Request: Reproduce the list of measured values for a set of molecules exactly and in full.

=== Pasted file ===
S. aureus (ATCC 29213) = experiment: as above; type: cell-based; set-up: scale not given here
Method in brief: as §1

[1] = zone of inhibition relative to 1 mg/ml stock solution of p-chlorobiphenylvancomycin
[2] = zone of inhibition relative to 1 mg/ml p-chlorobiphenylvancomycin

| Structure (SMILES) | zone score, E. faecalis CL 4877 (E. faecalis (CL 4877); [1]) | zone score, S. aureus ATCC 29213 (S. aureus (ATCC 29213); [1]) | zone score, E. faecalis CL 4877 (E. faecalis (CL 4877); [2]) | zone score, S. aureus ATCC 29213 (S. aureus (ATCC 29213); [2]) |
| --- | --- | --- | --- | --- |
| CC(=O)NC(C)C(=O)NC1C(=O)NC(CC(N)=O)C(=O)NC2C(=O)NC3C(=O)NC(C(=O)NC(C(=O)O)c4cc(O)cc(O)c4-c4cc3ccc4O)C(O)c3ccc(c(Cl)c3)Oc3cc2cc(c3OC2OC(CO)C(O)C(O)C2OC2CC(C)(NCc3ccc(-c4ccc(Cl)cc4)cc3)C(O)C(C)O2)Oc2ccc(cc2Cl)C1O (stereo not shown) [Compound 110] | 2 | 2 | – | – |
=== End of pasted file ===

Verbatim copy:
S. aureus (ATCC 29213) = experiment: as above; type: cell-based; set-up: scale not given here
Method in brief: as §1

[1] = zone of inhibition relative to 1 mg/ml stock solution of p-chlorobiphenylvancomycin
[2] = zone of inhibition relative to 1 mg/ml p-chlorobiphenylvancomycin

| Structure (SMILES) | zone score, E. faecalis CL 4877 (E. faecalis (CL 4877); [1]) | zone score, S. aureus ATCC 29213 (S. aureus (ATCC 29213); [1]) | zone score, E. faecalis CL 4877 (E. faecalis (CL 4877); [2]) | zone score, S. aureus ATCC 29213 (S. aureus (ATCC 29213); [2]) |
| --- | --- | --- | --- | --- |
| CC(=O)NC(C)C(=O)NC1C(=O)NC(CC(N)=O)C(=O)NC2C(=O)NC3C(=O)NC(C(=O)NC(C(=O)O)c4cc(O)cc(O)c4-c4cc3ccc4O)C(O)c3ccc(c(Cl)c3)Oc3cc2cc(c3OC2OC(CO)C(O)C(O)C2OC2CC(C)(NCc3ccc(-c4ccc(Cl)cc4)cc3)C(O)C(C)O2)Oc2ccc(cc2Cl)C1O (stereo not shown) [Compound 110] | 2 | 2 | – | – |